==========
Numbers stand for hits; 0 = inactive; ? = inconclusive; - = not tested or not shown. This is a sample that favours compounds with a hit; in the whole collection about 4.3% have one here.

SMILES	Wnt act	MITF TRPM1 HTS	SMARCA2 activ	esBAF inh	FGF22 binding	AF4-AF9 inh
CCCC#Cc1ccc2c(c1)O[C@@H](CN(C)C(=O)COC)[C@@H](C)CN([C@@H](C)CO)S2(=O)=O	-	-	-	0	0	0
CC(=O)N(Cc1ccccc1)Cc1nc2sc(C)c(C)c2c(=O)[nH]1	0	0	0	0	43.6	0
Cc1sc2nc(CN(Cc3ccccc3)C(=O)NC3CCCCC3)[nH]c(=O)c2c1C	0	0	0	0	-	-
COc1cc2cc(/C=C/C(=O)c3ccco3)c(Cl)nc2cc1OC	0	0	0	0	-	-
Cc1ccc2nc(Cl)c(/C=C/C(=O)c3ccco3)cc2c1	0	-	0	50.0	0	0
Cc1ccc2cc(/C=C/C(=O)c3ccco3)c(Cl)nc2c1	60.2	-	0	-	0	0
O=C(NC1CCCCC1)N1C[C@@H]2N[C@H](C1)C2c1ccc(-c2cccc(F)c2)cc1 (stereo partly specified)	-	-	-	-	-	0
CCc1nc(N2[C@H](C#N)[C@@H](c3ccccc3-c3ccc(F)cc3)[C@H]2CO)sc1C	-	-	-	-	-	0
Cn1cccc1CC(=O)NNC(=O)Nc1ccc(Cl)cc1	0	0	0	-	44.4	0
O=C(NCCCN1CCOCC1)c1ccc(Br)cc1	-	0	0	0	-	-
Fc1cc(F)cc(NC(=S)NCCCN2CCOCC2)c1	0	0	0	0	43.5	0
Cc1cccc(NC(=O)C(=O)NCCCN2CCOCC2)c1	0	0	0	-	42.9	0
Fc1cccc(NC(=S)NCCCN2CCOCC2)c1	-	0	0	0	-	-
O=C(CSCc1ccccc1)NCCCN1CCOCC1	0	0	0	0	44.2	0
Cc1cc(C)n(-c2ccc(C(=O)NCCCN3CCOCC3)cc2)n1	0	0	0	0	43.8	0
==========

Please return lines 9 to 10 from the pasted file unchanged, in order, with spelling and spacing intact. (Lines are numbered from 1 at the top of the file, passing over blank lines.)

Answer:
O=C(NC1CCCCC1)N1C[C@@H]2N[C@H](C1)C2c1ccc(-c2cccc(F)c2)cc1 (stereo partly specified)	-	-	-	-	-	0
CCc1nc(N2[C@H](C#N)[C@@H](c3ccccc3-c3ccc(F)cc3)[C@H]2CO)sc1C	-	-	-	-	-	0